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Summary:

A new study shows that Facebook is one of the top sources of news in some Arab nations, thanks in part to a growing use of social media — and a distrust of traditional media sources.

When it comes to the evolution of media, and the growing role of social networks in how the news is distributed, there is often a focus on trends in the United States and North America — the death of newspapers, the rise of Facebook and Twitter, and so on. But at least some of these trends appear to be even more advanced in other parts of the world: for example, according to a recent survey of attitudes toward the media in a number of Arab nations, Facebook is one of the leading sources of news in countries like Bahrain and Tunisia.

The survey was conducted by Northwestern University in Qatar, and involved interviews with more than 10,000 people from Egypt, Lebanon, Tunisia, Qatar, Bahrain, Saudi Arabia, Jordan and the United Arab Emirates (which includes Abu Dhabi and Dubai). Although the Arab television networks Al Jazeera and Al Arabiya were the top source of news in most of the countries that took part in the study, on average Facebook was the third most popular.

Facebook news survey

If you look more closely at the numbers, the average for Facebook is hugely influenced by Tunisia, where more than 50 percent of all respondents said the social network was their number one source of news — in Bahrain, only 11 percent said the same, while Facebook’s ranking in the UAE was 10 percent and in Qatar it was 3 percent. The only countries to mention Twitter were Bahrain, where 8 percent gave it as a top source, and Saudi Arabia where it had 3 percent.

Social media is much more influential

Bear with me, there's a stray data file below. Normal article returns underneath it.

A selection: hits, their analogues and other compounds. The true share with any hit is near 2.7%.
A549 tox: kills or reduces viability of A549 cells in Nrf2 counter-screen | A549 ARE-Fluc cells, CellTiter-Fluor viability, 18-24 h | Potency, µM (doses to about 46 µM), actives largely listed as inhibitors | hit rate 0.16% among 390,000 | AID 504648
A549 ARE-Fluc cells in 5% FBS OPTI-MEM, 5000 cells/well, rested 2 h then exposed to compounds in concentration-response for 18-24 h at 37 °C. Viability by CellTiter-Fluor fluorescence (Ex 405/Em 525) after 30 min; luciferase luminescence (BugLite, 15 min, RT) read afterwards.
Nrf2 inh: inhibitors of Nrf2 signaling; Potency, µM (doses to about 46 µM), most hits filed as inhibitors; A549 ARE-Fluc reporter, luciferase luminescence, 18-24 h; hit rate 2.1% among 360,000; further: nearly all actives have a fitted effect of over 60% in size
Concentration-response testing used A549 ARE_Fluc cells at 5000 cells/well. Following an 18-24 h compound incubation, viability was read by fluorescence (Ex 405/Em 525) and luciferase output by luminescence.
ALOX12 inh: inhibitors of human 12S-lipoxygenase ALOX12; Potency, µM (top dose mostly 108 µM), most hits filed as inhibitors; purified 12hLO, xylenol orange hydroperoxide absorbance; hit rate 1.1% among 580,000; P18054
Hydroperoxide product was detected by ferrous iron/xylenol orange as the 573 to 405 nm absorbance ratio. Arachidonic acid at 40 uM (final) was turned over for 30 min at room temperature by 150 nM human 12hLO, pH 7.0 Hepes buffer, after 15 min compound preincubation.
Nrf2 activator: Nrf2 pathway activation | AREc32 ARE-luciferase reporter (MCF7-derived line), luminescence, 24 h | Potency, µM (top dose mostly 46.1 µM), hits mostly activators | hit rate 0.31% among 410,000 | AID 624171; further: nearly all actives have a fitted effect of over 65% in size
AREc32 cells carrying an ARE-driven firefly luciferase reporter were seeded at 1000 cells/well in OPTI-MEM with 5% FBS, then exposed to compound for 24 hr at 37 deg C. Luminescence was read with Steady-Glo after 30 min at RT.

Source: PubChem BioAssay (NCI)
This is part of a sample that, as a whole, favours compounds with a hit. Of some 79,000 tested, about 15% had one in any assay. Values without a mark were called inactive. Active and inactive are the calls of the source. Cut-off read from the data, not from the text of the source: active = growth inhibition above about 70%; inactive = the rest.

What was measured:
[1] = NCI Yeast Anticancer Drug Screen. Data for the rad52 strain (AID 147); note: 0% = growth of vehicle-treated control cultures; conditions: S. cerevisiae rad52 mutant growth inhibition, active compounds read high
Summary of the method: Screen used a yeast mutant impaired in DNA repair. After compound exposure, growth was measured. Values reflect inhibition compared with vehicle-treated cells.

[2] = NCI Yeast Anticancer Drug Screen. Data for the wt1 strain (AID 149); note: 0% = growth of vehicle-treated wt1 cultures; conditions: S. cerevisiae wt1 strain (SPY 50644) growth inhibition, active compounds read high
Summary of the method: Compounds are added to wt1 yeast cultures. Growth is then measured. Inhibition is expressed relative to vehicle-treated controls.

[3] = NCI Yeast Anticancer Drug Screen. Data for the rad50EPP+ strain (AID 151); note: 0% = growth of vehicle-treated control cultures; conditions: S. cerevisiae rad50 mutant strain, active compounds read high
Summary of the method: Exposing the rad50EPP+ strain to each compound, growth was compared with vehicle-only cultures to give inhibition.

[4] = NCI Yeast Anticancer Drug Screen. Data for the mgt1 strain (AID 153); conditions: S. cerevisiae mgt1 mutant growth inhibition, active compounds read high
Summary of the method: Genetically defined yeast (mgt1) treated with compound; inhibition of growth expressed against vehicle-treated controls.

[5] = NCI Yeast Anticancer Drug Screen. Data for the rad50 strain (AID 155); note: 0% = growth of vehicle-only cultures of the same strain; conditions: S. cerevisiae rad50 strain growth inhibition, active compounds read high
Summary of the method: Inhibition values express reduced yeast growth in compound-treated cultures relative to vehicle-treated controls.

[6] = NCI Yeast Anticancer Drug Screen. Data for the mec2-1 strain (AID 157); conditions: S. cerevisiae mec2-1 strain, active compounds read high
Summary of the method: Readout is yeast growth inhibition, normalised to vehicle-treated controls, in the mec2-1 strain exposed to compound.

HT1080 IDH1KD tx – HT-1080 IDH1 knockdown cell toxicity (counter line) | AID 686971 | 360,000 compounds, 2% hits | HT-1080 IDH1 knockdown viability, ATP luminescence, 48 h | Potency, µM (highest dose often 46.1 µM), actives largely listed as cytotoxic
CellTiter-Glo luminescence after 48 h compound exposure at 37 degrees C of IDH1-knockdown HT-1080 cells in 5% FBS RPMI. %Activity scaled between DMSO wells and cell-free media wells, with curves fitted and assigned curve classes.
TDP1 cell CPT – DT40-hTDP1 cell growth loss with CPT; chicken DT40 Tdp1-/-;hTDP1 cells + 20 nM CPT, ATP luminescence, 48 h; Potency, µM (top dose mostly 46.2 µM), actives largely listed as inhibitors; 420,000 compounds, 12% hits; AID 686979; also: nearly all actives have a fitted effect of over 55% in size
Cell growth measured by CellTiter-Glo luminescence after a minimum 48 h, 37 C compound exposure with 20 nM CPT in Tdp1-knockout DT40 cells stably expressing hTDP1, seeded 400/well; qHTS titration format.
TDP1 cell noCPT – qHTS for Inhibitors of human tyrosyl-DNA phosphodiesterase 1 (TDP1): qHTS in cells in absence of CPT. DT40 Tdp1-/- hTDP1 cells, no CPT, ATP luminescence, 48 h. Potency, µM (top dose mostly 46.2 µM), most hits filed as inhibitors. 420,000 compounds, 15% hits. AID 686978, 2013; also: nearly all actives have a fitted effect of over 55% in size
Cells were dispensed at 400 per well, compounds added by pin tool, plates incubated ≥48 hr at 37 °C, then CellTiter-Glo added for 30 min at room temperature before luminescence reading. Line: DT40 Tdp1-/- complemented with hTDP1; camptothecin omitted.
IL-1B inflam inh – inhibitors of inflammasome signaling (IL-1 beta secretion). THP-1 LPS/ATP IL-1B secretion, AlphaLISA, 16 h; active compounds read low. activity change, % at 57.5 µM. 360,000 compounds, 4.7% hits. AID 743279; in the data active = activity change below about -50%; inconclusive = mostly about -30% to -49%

Northwestern journalism professor Justin Martin, one of the researchers who did the study, told the media news site Journalism.co.uk that “if you look at the percentages of internet users who are active on social media sites, it’s much higher than the United States and Australia or Western European countries.” Martin said that this fits with earlier research that shows Arab countries are much more social in their use of media than many Western nations:

“Arabs, maybe more than any other culture around the world, have these anchored communities where they receive and share news and information and they tend to go there often for news and they tend to trust the information from their anchored communities.”

As a number of media theorists have described, social media’s effect on our news consumption is in some ways a throwback to the way news used to be consumed and distributed before newspapers existed — when coffee shops and other social outlets were the main source of information for communities (it’s also not clear from the study how much of what is shared on Facebook is news from a traditional source such as a newspaper or television network).

What is clear from the study is that people in some Arab nations don’t trust the traditional media much at all, which could also be driving them towards social networks as a source of news: in Egypt and Tunisia — both of which experienced revolutionary uprisings as part of the Arab Spring — only a quarter of those surveyed said they thought the media was a credible source.

Sociologist Zeynep Tufekci has written about how social-media use influenced the revolutions in Tunisia and other Arab countries, and how social networks helped to overcome some of the barriers that kept popular dissident movements in those countries from turning into revolutions in the past.